Prompted by an increase in the number of school-bus accidents involving student drivers, the superintendent of the Charlotte-Mecklenburg, N.C., school district has recommended that the system phase out its use of student drivers.
This month’s announcement by Jay M. Robinson represents the first time a North Carolina district has attempted to break with the state’s 50-year tradition of employing students in substantial numbers to drive school buses.
A handful of other North Carolina districts have announced their intention to increase the proportion of adult to student drivers--now at a 30-percent to 60-percent ratio. But Mr. Robinson is the first official to indicate an interest in removing all student drivers, according to Norfleet Gardner, director of the state’s division of school-bus transportation.
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ploys 640 school-bus drivers, 39 percent of whom are students. The student drivers were involved in 64 percent of school-bus accidents in the district last year, according to the superintendent.
“Overall, the number of accidents has gone down,” Mr. Robinson said. “But the student drivers are having a disproportionate share of those accidents.”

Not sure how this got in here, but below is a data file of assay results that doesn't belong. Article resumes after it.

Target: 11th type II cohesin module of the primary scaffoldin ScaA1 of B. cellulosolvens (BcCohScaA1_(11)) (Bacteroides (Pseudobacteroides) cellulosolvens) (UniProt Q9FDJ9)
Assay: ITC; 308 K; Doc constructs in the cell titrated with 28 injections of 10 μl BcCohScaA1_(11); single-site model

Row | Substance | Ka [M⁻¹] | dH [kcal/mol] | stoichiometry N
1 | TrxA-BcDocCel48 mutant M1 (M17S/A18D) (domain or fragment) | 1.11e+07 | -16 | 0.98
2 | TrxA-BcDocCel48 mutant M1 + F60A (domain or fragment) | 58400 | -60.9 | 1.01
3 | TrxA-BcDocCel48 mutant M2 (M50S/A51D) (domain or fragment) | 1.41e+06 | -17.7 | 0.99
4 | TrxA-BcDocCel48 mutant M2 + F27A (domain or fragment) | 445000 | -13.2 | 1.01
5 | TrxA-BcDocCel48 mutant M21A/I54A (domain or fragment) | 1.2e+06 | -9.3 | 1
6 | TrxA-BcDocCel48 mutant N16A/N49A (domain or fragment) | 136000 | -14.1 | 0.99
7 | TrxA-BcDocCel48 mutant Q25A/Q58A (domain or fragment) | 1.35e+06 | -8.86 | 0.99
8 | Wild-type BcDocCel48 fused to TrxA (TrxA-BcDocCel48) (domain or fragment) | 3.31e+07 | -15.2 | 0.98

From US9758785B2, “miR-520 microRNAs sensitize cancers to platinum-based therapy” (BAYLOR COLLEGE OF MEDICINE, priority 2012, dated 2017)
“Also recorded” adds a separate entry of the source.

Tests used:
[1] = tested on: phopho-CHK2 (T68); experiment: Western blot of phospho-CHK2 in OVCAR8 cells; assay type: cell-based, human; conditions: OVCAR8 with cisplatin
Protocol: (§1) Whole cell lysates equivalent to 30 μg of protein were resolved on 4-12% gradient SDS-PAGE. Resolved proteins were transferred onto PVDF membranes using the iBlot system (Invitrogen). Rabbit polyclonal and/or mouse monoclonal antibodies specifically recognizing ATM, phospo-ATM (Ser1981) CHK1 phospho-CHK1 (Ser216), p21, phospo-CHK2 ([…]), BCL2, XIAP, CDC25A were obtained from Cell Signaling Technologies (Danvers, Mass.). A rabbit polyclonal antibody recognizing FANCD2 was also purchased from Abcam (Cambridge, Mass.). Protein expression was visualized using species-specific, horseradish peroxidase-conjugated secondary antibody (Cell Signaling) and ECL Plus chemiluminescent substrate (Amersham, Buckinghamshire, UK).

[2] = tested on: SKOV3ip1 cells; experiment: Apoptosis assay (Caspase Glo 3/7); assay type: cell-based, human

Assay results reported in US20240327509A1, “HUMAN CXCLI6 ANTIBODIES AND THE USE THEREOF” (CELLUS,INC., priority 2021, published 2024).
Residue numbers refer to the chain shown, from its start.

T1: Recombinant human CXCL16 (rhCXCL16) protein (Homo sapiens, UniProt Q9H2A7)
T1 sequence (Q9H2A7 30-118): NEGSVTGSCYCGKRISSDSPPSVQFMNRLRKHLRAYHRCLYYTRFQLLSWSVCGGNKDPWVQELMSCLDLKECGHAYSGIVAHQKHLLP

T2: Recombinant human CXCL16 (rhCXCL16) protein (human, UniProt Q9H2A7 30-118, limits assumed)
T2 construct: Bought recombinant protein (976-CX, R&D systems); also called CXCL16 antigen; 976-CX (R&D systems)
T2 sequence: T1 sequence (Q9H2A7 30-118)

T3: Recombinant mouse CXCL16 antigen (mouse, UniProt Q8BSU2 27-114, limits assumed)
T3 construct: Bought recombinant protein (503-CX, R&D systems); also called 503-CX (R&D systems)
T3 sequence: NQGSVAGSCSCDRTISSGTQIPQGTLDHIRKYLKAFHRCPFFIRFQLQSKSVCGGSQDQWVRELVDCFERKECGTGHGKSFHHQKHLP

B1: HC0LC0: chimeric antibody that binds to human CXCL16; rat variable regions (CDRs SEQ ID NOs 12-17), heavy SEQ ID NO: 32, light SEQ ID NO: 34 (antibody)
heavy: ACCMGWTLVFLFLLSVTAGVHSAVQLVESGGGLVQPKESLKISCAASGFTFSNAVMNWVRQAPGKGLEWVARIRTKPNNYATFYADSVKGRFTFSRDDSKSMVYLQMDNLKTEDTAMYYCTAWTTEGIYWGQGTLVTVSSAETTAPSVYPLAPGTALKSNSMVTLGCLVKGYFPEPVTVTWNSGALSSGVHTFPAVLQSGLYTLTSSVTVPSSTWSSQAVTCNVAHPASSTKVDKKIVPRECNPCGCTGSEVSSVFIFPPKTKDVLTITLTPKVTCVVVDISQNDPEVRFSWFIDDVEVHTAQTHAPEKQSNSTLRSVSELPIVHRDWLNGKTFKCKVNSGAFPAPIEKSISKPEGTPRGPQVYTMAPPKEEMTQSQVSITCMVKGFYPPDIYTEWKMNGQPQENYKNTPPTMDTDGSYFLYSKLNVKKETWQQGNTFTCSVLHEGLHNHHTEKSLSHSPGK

In 1983, the latest year for which figures are available, about 21.5 million students were transported on school buses daily in the United States, up from 15 million in 1963, according to Terry Miller, a statistician with the National Safety Council in Chicago.
Some 130 people were killed in school-bus accidents in 1983, Mr. Miller said; of that number, 55 were students--10 who were killed while on the bus and 45 who were struck while approaching or leaving the bus zone.
Another 6,000 individuals were injured in school-bus accidents in 1983. That figure, Mr. Miller noted, includes 3,300 pupils and 2,700 bus drivers, nonstudents on the bus, pedestrians, and drivers of other vehicles.
In 1963, 4,600 individuals--including 3,500 pupils--were injured, Mr. Miller said. The council did not collect fatality rates at that time.
Mr. Miller noted that the school-bus accident figures are estimates because states provide statistics arrived at on differing bases. There is no national standard for reporting school-bus accident statistics.